DMA Central

THE OFFICIAL COMMUNITY FOR DIGITAL MEDIA ACADEMY

Extreme Sports Filmmaking Courses : Film Camps

There are a couple reasons why one of my first blogs is about DMA’s Action Sports & Media Combination Courses (Skate Boarding & Filmmaking / Surfing & Filmmaking). The first reason is that this is where I got my start with filmmaking. Upon Graduating from the UCSC film school, my first completed film was a 30 min snowboard and skateboarding film. I traveled to Minnesota, Wisconsin, and Colorado to premiere the film. It was such an incredible feeling to have my work up on the big screen and evaluated by my peers. The second reason why I write about these courses is because that is what I am working on right now. In fact I my house is covered with snow and I have been getting some amazing footage.

The idea came up for these courses when Dave Livingston – DMA’s Director of Instruction – asked me if there were any filmmaking courses that I wish I could have taken in college that weren’t available. Immediately, I thought it would be so cool to have taken a video production class with curriculum that taught actions sports cinematography and editing techniques. The classes were born and they have been a huge success. In these classes we teach students how to plan, shoot, edit, and produce their own action sports videos. At the end of each course the students even get the chance to premiere their film on the “big screen”, in front of classmates, family, and friends. It is really just awesome what they accomplish in 5 days while having so much fun!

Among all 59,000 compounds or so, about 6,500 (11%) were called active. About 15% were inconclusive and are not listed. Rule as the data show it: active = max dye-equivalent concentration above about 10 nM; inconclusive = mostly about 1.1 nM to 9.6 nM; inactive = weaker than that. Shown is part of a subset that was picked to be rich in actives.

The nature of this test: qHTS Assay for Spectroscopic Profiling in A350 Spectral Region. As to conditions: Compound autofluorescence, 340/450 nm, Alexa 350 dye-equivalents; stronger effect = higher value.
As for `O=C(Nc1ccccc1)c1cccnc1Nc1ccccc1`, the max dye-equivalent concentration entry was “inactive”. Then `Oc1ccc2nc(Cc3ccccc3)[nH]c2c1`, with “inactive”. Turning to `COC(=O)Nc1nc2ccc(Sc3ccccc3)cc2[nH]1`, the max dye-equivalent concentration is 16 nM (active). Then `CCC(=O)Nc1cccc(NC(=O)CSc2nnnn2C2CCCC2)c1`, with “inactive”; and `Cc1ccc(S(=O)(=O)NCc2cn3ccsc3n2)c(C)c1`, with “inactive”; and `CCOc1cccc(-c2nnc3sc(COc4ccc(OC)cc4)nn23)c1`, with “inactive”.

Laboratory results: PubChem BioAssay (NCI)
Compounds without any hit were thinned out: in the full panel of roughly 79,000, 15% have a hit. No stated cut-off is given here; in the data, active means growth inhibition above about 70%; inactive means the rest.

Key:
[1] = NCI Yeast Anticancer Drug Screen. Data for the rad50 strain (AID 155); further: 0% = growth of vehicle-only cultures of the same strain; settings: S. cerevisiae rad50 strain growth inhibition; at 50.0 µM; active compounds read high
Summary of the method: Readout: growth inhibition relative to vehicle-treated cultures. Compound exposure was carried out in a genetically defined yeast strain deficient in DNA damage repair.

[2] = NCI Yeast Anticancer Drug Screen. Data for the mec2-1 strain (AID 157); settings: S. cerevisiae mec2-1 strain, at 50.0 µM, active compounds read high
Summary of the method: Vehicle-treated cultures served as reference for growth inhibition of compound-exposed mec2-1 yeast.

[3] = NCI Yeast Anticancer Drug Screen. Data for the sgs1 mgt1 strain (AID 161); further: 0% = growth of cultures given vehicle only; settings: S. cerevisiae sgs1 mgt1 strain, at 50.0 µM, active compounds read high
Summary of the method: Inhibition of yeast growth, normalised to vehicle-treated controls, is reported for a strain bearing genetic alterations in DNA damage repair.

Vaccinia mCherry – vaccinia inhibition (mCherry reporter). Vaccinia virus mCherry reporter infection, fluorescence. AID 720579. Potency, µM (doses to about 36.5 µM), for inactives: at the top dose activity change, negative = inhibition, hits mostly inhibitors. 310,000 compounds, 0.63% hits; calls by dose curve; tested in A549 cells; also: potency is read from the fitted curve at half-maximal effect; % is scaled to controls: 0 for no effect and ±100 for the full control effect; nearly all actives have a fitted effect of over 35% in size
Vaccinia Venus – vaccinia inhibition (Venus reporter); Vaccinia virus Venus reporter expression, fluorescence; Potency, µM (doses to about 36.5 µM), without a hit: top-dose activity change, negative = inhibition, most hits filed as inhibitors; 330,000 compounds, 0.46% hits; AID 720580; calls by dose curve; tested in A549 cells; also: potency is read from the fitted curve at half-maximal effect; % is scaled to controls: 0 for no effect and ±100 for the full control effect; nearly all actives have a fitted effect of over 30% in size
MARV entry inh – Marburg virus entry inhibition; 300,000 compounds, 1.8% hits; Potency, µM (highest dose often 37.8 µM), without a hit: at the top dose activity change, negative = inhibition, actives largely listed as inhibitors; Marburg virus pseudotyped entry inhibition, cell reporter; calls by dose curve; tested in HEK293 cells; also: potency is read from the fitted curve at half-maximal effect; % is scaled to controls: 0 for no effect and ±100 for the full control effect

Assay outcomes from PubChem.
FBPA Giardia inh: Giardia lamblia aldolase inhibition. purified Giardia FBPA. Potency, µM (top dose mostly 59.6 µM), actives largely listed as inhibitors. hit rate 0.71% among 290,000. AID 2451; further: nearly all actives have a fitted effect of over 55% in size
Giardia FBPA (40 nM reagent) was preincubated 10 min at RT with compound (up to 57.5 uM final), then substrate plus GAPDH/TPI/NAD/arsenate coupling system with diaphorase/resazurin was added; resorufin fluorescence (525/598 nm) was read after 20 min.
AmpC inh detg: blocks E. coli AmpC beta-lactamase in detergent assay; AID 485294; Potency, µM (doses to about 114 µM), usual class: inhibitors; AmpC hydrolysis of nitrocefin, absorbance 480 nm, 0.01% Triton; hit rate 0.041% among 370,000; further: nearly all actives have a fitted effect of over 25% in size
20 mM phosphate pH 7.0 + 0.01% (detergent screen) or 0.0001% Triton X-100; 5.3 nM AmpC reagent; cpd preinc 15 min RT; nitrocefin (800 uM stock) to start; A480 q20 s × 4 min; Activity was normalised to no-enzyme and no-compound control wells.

Check out a couple of videos that one talented student Evan created while taking one of our DMA’s Action Sports & Media Combination Courses.

httpvh://www.youtube.com/watch?v=YgJV5YPnVew
httpvh://www.youtube.com/watch?v=EMOaIKhz6lg
Until next time,

Travis Schlafmann

DMA Instructor/ Cinematographer & Editor

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Tips from DMA Pros: TextEdit Creative Tricks in Apple OS X

In this movie, I’ll be showing you some features in TextEdit that can increase your productivity.

Here’s a recap of the keyboard shortcuts I cover in this movie.

Cmd-T: Fonts Window

Cmd-Shift-W: Wrap to Page

Cmd-Shift-T: Toggle Plain/Rich Text

Cmd-R: Toggle Ruler Bar

Hold Option to Select Rectangular Blocks of Text

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Film Camp Experience for Teens : Summer Technology Camp!

Learn more about Digital Media Academy Film Camps for Teens in this video. See what teen students are saying about DMA summer technology camp programs. DMA summer camp students get the opportunity to act as a producer, screenwriter, actor / actress, director, scout, art director, digital video editor, and more! This is a truly amazing tech learning experience. 

Digital Media Academy also offers similar Film Camps for Kids and Filmmaking Courses for Pro Adults in addition to the Teen Film Camps.

Learn more at http://www.digitalmediaacademy.org

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Film Camp for Teens : Create, Write, Act, Produce, and Edit

Make a movie at Digital Media Academy Film Camp for Teens!